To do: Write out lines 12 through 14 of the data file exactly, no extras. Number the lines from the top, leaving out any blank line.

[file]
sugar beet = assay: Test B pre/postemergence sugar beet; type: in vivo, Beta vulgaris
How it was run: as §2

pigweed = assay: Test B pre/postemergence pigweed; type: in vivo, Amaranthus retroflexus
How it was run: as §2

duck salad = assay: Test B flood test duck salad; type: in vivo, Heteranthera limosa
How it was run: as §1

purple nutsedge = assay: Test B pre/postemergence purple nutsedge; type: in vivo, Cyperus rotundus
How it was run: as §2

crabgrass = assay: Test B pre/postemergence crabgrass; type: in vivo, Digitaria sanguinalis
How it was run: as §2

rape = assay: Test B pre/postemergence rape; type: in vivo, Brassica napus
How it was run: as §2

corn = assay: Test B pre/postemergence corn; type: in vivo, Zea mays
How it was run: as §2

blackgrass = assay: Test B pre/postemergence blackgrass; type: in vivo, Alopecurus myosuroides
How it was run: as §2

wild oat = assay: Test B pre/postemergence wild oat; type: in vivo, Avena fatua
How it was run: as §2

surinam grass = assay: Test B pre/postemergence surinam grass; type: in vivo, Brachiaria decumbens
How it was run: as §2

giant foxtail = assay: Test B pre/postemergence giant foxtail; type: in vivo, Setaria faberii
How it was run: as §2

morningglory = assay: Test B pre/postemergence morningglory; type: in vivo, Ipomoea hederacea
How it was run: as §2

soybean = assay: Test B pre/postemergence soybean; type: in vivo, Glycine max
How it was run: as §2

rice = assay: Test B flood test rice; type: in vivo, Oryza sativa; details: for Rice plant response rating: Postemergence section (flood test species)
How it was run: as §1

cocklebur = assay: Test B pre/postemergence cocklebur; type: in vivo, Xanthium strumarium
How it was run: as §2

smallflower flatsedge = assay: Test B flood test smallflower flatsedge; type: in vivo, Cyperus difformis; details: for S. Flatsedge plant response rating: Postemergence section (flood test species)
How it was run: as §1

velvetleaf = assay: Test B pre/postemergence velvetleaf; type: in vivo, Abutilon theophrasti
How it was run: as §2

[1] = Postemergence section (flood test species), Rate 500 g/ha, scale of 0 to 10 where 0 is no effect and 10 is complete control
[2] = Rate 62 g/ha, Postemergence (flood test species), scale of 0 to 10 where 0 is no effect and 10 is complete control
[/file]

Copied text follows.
How it was run: as §2

corn = assay: Test B pre/postemergence corn; type: in vivo, Zea mays
How it was run: as §2